As much as Keyes likes to have fun, she’s also very serious about her job, which is what students often fail to see past.

“Flo is a no-nonsense, say-what-I-mean-and-mean-what-I-say kind of person. You know where you stand with Flo,” Alexander said. “I’ve always appreciated that forthrightness, and I have especially appreciated the insights that come with it,” he added.

Teaching is a serious job, and it’s also a very demanding job, and Keyes even did the math to calculate how much time a teacher works.

“People say ‘oh they only work 12 hours a week,’ which is hilarious… between grading and prep it’s about a 60-hour-per-week job,” Keyes said. “They say ‘oh you get time off at the end,’ yes I know we get summers off, but if you average it out it comes out about 40 hours a week, and summers are recouping from pushing that hard the previous semester, and then you have to start prepping for the next semester.”

Because of this and other reasons, Keyes has announced that she’s beginning the retirement process after the spring semester of 2024. She’ll move to part-time teaching for the following year before officially retiring.

“Goofing off will be nice, gardening will be nice, but I don’t know that I’m ready to stop working,” she said. “It’s not that I’ve reached a point where I’d like to do some of that other stuff, I don’t like the changes they’ve made in the college, I don’t like the merger, and mostly I don’t like the assumption that the best teaching has to be online,” she added.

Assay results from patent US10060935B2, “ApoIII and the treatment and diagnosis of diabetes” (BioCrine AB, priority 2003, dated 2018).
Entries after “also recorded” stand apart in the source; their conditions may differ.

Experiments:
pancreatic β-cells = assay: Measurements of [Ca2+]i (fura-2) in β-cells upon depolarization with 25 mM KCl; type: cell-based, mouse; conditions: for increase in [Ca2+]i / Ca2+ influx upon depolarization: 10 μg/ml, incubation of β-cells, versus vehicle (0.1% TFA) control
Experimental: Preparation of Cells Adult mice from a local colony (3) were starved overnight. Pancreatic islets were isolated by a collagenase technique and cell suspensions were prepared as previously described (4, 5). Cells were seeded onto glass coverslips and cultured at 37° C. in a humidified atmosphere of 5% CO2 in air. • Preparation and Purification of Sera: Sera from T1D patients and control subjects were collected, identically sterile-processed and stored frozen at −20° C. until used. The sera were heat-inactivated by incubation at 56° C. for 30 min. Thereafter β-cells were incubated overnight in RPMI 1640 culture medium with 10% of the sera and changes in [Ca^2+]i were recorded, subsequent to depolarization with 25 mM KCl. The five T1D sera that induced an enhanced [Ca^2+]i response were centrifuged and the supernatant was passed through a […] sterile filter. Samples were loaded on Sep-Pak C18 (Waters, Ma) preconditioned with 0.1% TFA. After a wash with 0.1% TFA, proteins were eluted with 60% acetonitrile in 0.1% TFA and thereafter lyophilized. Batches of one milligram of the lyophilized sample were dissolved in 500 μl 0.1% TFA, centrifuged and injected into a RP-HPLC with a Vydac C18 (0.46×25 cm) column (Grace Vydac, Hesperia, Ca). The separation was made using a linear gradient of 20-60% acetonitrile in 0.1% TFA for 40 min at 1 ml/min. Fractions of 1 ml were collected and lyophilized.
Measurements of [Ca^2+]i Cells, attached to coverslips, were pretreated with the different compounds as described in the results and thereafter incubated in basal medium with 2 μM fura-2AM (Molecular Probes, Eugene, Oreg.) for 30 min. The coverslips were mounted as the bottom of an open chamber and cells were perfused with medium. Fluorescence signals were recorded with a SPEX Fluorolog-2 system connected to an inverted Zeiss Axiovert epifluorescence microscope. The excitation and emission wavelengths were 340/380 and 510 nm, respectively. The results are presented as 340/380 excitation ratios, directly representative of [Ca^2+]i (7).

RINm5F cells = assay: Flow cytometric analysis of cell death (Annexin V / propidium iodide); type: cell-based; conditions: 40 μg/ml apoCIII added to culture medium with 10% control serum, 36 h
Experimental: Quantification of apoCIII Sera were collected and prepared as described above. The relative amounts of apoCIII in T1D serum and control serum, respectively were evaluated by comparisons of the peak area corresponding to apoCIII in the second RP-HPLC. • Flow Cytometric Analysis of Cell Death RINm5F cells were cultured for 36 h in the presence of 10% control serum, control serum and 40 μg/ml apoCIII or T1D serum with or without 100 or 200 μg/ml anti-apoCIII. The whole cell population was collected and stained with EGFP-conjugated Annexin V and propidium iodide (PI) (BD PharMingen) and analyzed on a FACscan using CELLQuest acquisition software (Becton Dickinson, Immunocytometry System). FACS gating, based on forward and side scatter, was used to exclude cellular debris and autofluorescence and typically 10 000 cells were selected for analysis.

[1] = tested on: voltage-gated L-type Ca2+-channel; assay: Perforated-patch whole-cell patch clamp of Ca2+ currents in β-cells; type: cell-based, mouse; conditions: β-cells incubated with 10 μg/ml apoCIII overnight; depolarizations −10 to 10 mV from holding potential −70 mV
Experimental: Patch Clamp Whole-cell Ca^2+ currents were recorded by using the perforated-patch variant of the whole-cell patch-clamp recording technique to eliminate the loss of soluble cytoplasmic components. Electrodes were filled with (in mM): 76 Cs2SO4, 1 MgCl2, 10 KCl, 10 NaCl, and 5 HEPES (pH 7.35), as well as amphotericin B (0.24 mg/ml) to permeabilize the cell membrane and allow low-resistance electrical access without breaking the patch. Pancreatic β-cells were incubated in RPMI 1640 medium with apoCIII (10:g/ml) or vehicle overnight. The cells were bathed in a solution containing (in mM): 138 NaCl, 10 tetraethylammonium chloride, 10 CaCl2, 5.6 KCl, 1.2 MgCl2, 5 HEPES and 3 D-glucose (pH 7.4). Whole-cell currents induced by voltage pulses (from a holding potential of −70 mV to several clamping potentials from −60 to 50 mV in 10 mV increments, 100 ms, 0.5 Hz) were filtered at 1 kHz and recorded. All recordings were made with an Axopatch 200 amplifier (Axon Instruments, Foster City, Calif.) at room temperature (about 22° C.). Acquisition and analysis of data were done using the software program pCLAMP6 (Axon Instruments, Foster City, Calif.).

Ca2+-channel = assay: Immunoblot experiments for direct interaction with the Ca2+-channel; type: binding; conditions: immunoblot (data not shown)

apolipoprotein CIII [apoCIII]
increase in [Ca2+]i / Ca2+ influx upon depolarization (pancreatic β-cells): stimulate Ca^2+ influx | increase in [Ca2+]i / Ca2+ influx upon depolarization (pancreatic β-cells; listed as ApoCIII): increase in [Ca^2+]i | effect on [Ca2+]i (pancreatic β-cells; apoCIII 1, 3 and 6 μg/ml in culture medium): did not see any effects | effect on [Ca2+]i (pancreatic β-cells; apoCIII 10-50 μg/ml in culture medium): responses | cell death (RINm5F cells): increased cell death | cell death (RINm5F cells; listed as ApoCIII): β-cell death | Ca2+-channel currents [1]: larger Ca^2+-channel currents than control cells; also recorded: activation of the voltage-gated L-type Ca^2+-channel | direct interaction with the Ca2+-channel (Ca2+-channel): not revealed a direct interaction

Keyes thinks that online teaching only works effectively if it’s done by a teacher who commits themself to that form of teaching.

“Teaching online is not good pedagogy, especially when it’s teaching online because somebody else thinks you should do it, and not because you’ve committed yourself to that as a style of teaching,” Keyes explained. ”I don’t like teaching that way, I don’t wanna have to teach that way. I’m getting out before I have to teach that way.”

When Keyes leaves it’s going to be an “enormous” hit for the English department according to Alexander.

“Flo’s range of expertise is exceptional. [There are] so many classes we can’t offer anymore, ranging from Medieval Lit to Children’s Lit to Dante to American Drama to Creative Writing,” Alexander said.

Keyes’ retirement is also a major hit to the students.

“She’s been my favorite professor since freshman year. I’ve learned the most from her, and I feel the most rewarded by her classes and her teaching style,” Emery said. “I feel sad for the students who couldn’t get past her scariness, and didn’t get to know her as a professor.”

Flo Keyes as ‘biker chick’ on Halloween.